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1610s, from Latin census "the enrollment of the names and property assessments of all Roman citizens," originally past participle of censere "to assess" (see censor (n.)). The modern census begins in the U.S., 1790., and Revolutionary France. Property for taxation was the primary purpose in Rome, hence Latin census also was used for "one's wealth, one's worth, wealthiness."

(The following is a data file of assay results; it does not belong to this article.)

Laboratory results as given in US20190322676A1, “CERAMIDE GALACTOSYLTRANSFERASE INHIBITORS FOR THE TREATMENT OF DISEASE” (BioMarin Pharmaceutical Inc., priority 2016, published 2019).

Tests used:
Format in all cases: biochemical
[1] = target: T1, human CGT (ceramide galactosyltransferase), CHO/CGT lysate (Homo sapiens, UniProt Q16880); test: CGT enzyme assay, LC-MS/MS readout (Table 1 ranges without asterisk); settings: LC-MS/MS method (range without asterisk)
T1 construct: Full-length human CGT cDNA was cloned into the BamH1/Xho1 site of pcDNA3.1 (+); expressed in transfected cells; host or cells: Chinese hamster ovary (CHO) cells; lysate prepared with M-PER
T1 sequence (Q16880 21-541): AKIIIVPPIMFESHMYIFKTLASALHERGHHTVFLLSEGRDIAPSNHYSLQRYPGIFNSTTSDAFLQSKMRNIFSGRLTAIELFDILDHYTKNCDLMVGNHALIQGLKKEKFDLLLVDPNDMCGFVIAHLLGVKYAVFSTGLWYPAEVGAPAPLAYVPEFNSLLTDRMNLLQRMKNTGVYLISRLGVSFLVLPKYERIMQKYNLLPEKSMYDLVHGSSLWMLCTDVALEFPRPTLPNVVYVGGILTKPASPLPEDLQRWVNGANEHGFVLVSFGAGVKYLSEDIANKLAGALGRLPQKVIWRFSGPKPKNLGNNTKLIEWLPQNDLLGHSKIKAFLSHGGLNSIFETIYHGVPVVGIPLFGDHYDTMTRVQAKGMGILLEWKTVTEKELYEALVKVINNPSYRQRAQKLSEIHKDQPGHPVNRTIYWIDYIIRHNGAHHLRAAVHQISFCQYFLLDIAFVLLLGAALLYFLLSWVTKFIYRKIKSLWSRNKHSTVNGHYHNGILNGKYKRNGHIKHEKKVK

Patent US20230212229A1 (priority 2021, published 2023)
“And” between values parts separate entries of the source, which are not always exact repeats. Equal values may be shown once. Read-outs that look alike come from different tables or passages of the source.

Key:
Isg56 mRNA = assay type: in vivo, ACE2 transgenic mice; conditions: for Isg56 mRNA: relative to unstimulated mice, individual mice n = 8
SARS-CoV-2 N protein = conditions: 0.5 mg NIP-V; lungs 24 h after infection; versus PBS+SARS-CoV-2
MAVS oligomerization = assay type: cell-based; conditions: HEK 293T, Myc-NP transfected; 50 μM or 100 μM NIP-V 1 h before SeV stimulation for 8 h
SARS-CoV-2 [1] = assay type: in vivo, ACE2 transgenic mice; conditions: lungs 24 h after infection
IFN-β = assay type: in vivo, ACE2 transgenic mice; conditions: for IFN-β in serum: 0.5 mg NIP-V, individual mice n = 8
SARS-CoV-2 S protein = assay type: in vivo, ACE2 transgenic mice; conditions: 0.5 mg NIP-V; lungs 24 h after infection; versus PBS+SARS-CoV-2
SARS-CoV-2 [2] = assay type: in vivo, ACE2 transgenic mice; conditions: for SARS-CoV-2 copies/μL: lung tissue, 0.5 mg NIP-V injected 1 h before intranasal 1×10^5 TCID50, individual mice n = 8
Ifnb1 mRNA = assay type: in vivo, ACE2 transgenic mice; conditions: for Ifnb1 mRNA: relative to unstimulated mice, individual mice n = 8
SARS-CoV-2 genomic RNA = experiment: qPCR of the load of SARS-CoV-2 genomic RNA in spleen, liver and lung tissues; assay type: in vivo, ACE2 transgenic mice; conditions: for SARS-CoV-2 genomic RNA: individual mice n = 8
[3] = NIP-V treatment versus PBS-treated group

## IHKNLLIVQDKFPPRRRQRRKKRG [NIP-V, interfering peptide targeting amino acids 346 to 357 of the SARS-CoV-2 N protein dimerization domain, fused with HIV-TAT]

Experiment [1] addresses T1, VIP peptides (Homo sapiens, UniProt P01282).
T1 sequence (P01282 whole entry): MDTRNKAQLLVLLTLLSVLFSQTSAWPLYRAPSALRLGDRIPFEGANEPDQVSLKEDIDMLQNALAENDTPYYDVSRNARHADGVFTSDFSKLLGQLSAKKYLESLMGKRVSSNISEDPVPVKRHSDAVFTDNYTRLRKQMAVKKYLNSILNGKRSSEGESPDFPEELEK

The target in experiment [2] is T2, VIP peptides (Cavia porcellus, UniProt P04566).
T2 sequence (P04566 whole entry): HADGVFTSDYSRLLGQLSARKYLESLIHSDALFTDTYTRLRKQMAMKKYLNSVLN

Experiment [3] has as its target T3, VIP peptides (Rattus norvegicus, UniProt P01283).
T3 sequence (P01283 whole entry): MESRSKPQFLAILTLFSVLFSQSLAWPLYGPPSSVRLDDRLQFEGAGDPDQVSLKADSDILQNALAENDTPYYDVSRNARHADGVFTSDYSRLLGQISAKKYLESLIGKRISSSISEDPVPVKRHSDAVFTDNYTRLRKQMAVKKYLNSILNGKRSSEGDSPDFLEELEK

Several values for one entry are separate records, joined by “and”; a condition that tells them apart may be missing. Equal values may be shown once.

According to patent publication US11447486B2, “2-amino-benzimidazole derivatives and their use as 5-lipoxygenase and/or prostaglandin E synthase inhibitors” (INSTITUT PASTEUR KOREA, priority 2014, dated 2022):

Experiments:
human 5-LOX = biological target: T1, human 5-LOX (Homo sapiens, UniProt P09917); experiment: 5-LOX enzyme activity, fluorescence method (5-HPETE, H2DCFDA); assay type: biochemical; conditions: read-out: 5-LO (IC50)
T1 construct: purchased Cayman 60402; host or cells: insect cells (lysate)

There are five instances of a census of the Jewish people having been taken. (1.) In the fourth month after the Exodus, when the people were encamped at Sinai. The number of men from twenty years old and upward was then 603,550 (Ex. 38:26). (2.) Another census was made just before the entrance into Canaan, when the number was found to be 601,730, showing thus a small decrease (Num. 26:51). (3.) The next census was in the time of David, when the number, exclusive of the tribes of Levi and Benjamin, was found to be 1,300,000 (2 Sam. 24:9; 1 Chr. 21:5). (4.) Solomon made a census of the foreigners in the land, and found 153,600 able-bodied workmen (2 Chr. 2:17, 18). (5.) After the return from Exile the whole congregation of Israel was numbered, and found to amount to 42,360 (Ezra 2:64). A census was made by the Roman government in the time of our Lord (Luke 2:1). (See TAXING.)